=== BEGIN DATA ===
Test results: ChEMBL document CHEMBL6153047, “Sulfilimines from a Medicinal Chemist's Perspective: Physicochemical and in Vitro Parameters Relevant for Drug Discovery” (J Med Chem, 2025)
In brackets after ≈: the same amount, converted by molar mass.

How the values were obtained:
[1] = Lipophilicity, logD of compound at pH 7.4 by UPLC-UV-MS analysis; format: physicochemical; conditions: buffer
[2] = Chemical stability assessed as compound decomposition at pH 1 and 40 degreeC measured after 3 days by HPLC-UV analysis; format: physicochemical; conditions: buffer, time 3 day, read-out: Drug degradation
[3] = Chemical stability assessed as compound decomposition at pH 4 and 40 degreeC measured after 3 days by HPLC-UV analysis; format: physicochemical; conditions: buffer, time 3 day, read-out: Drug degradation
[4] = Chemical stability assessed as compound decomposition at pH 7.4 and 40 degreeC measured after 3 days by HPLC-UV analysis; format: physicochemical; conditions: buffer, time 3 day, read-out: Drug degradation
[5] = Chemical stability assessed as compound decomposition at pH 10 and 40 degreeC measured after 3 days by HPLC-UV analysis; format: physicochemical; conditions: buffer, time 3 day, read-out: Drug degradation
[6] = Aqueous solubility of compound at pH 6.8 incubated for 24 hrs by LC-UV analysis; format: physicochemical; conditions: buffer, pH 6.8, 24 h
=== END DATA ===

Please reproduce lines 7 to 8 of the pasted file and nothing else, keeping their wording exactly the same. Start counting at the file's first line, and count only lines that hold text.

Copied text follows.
[4] = Chemical stability assessed as compound decomposition at pH 7.4 and 40 degreeC measured after 3 days by HPLC-UV analysis; format: physicochemical; conditions: buffer, time 3 day, read-out: Drug degradation
[5] = Chemical stability assessed as compound decomposition at pH 10 and 40 degreeC measured after 3 days by HPLC-UV analysis; format: physicochemical; conditions: buffer, time 3 day, read-out: Drug degradation